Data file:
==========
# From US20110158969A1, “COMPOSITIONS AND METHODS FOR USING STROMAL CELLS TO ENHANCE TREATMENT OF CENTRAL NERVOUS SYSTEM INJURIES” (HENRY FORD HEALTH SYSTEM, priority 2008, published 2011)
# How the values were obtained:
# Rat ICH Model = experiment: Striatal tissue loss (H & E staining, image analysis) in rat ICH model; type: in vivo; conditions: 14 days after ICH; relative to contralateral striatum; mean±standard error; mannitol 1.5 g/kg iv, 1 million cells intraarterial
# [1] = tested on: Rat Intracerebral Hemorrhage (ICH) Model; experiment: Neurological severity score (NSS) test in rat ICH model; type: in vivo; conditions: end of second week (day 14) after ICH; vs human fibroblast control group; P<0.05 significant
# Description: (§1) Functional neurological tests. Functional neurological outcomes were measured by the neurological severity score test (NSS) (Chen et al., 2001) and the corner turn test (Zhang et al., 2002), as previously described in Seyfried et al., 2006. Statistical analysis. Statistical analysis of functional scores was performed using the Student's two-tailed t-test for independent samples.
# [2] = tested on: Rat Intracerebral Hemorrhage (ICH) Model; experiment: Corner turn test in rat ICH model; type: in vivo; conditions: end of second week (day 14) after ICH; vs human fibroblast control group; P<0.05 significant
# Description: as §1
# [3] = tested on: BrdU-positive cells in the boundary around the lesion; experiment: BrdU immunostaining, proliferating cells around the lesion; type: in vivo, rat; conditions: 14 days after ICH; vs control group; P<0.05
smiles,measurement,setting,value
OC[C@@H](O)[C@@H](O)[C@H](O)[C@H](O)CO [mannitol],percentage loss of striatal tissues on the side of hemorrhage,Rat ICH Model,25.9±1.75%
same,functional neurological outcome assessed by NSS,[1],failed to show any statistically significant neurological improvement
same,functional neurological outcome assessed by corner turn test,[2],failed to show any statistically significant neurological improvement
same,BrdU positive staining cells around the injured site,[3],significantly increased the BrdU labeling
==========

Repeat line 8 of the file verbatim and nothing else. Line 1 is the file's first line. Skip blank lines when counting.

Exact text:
# [3] = tested on: BrdU-positive cells in the boundary around the lesion; experiment: BrdU immunostaining, proliferating cells around the lesion; type: in vivo, rat; conditions: 14 days after ICH; vs control group; P<0.05